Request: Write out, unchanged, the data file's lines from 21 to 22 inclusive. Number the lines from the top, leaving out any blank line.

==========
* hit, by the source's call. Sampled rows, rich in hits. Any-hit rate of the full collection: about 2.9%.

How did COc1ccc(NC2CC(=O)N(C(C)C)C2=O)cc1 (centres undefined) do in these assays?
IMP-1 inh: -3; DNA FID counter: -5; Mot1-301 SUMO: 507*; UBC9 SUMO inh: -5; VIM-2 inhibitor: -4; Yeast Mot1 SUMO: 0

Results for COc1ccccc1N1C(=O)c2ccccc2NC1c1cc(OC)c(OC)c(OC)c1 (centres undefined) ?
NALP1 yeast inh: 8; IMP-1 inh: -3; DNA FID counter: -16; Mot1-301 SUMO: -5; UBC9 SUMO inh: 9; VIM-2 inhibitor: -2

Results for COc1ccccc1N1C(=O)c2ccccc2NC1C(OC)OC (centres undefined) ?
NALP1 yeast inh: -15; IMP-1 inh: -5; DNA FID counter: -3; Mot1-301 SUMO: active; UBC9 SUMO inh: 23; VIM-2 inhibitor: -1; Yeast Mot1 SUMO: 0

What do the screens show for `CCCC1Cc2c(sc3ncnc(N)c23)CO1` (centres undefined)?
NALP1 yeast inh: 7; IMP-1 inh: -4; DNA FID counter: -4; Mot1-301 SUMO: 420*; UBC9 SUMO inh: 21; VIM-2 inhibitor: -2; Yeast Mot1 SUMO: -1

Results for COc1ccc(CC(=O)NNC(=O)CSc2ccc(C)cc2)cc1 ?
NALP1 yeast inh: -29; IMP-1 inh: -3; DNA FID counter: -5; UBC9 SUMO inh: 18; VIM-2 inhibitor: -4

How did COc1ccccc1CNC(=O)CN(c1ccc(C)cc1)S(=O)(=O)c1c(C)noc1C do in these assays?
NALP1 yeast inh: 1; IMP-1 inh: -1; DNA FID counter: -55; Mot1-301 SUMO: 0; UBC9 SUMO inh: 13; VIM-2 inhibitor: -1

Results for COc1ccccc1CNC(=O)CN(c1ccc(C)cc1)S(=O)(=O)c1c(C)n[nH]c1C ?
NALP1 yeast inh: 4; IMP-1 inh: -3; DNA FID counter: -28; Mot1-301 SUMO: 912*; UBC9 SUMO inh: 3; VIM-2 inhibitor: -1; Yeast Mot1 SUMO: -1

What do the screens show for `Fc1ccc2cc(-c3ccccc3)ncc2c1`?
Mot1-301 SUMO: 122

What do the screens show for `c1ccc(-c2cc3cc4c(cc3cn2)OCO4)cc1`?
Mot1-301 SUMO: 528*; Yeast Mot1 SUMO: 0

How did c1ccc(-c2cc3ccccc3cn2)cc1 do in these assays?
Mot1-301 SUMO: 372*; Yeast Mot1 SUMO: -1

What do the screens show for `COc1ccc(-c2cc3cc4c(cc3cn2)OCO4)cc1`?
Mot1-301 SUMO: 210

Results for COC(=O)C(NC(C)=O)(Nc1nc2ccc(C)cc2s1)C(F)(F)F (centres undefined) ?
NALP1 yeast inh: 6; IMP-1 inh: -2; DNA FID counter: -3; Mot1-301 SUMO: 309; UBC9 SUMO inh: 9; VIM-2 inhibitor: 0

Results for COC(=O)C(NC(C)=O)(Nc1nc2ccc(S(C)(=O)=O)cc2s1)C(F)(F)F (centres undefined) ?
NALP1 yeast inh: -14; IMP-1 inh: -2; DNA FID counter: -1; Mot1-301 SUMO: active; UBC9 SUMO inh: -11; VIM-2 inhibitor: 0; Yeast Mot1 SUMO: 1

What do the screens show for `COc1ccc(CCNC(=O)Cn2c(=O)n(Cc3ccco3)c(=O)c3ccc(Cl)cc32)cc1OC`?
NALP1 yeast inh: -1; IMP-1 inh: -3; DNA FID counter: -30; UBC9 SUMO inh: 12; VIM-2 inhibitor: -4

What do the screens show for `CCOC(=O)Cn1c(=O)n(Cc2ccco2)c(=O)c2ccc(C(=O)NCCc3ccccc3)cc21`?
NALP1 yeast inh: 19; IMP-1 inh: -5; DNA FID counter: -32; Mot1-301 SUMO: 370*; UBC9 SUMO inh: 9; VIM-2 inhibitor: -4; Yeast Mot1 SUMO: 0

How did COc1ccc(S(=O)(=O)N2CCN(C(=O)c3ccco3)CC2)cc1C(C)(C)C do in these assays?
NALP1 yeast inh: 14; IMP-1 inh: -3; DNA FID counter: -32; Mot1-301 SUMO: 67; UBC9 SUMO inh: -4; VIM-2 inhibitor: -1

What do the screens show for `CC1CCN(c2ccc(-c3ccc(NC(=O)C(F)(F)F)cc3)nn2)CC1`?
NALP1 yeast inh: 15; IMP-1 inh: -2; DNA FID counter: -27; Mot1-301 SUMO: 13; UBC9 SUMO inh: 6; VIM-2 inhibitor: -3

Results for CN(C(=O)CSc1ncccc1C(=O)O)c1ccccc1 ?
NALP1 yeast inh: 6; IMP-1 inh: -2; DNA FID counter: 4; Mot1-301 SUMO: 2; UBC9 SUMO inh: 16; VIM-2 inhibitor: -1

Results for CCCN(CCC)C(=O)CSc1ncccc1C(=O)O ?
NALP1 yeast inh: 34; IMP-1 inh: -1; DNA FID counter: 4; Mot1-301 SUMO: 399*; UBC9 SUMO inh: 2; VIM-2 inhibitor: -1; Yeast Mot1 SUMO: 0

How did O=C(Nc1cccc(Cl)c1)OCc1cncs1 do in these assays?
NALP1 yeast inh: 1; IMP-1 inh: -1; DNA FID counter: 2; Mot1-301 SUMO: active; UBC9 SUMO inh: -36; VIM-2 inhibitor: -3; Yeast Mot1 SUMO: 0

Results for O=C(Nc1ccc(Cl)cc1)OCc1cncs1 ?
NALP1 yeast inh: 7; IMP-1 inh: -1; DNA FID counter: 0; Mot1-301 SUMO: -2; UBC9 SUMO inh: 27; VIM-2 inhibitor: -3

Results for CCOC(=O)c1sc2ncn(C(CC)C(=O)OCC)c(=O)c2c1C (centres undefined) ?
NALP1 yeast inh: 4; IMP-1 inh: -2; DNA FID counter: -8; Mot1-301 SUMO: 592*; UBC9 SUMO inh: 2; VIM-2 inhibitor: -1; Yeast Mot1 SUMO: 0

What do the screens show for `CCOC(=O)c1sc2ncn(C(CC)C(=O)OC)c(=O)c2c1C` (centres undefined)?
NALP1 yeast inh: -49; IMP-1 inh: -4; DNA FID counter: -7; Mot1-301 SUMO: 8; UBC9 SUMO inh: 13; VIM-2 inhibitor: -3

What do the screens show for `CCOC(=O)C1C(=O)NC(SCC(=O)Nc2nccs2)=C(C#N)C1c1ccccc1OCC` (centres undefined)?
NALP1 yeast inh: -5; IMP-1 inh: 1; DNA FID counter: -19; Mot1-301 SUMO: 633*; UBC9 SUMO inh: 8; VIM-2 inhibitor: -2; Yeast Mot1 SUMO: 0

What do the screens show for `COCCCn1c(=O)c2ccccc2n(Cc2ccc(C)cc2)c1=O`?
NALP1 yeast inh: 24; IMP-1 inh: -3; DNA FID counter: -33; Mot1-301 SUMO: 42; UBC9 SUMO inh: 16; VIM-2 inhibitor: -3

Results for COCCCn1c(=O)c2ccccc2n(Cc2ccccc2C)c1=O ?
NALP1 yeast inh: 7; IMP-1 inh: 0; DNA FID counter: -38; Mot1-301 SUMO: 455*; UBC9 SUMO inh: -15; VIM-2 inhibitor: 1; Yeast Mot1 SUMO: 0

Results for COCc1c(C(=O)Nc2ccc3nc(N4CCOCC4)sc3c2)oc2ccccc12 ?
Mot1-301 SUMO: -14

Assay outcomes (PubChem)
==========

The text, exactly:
Mot1-301 SUMO: 372*; Yeast Mot1 SUMO: -1

What do the screens show for `COc1ccc(-c2cc3cc4c(cc3cn2)OCO4)cc1`?